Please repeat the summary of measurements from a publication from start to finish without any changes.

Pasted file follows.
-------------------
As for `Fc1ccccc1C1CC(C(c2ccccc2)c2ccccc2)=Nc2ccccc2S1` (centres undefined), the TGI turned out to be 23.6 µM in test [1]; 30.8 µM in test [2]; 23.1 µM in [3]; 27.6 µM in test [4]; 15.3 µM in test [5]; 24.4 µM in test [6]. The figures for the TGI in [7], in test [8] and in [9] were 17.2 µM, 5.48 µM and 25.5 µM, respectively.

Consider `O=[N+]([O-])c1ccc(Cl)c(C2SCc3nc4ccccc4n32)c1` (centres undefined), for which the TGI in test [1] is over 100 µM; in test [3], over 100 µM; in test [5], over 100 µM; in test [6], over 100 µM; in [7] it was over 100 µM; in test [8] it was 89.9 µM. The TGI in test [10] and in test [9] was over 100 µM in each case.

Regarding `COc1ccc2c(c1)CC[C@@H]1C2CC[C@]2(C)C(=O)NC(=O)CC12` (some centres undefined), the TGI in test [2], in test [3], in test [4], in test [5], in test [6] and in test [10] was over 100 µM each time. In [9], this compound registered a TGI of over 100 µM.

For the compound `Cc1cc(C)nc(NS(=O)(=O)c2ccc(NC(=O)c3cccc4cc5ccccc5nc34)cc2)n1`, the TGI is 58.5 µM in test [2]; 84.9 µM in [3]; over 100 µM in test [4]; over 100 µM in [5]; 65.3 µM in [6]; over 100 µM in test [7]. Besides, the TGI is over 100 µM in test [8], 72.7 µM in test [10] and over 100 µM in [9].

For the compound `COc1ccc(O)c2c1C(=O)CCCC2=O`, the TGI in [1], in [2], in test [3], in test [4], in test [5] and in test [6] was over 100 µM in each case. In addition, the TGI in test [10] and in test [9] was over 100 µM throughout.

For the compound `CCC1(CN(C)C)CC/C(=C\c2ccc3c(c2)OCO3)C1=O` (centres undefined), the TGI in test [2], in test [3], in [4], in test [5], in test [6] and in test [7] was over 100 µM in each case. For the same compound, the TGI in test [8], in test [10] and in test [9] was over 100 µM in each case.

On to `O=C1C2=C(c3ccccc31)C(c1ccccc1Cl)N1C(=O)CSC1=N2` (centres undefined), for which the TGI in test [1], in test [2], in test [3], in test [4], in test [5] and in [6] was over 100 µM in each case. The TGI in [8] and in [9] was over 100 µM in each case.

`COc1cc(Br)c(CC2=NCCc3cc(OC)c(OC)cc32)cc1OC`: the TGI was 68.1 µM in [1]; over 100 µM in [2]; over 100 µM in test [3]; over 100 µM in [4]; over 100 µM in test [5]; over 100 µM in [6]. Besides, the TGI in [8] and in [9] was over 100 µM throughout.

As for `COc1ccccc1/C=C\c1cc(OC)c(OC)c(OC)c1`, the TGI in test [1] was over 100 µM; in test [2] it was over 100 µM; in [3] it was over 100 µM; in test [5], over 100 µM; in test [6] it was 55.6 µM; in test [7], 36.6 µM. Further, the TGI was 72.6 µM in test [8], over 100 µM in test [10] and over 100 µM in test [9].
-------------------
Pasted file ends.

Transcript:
As for `Fc1ccccc1C1CC(C(c2ccccc2)c2ccccc2)=Nc2ccccc2S1` (centres undefined), the TGI turned out to be 23.6 µM in test [1]; 30.8 µM in test [2]; 23.1 µM in [3]; 27.6 µM in test [4]; 15.3 µM in test [5]; 24.4 µM in test [6]. The figures for the TGI in [7], in test [8] and in [9] were 17.2 µM, 5.48 µM and 25.5 µM, respectively.

Consider `O=[N+]([O-])c1ccc(Cl)c(C2SCc3nc4ccccc4n32)c1` (centres undefined), for which the TGI in test [1] is over 100 µM; in test [3], over 100 µM; in test [5], over 100 µM; in test [6], over 100 µM; in [7] it was over 100 µM; in test [8] it was 89.9 µM. The TGI in test [10] and in test [9] was over 100 µM in each case.

Regarding `COc1ccc2c(c1)CC[C@@H]1C2CC[C@]2(C)C(=O)NC(=O)CC12` (some centres undefined), the TGI in test [2], in test [3], in test [4], in test [5], in test [6] and in test [10] was over 100 µM each time. In [9], this compound registered a TGI of over 100 µM.

For the compound `Cc1cc(C)nc(NS(=O)(=O)c2ccc(NC(=O)c3cccc4cc5ccccc5nc34)cc2)n1`, the TGI is 58.5 µM in test [2]; 84.9 µM in [3]; over 100 µM in test [4]; over 100 µM in [5]; 65.3 µM in [6]; over 100 µM in test [7]. Besides, the TGI is over 100 µM in test [8], 72.7 µM in test [10] and over 100 µM in [9].

For the compound `COc1ccc(O)c2c1C(=O)CCCC2=O`, the TGI in [1], in [2], in test [3], in test [4], in test [5] and in test [6] was over 100 µM in each case. In addition, the TGI in test [10] and in test [9] was over 100 µM throughout.

For the compound `CCC1(CN(C)C)CC/C(=C\c2ccc3c(c2)OCO3)C1=O` (centres undefined), the TGI in test [2], in test [3], in [4], in test [5], in test [6] and in test [7] was over 100 µM in each case. For the same compound, the TGI in test [8], in test [10] and in test [9] was over 100 µM in each case.

On to `O=C1C2=C(c3ccccc31)C(c1ccccc1Cl)N1C(=O)CSC1=N2` (centres undefined), for which the TGI in test [1], in test [2], in test [3], in test [4], in test [5] and in [6] was over 100 µM in each case. The TGI in [8] and in [9] was over 100 µM in each case.

`COc1cc(Br)c(CC2=NCCc3cc(OC)c(OC)cc32)cc1OC`: the TGI was 68.1 µM in [1]; over 100 µM in [2]; over 100 µM in test [3]; over 100 µM in [4]; over 100 µM in test [5]; over 100 µM in [6]. Besides, the TGI in [8] and in [9] was over 100 µM throughout.

As for `COc1ccccc1/C=C\c1cc(OC)c(OC)c(OC)c1`, the TGI in test [1] was over 100 µM; in test [2] it was over 100 µM; in [3] it was over 100 µM; in test [5], over 100 µM; in test [6] it was 55.6 µM; in test [7], 36.6 µM. Further, the TGI was 72.6 µM in test [8], over 100 µM in test [10] and over 100 µM in test [9].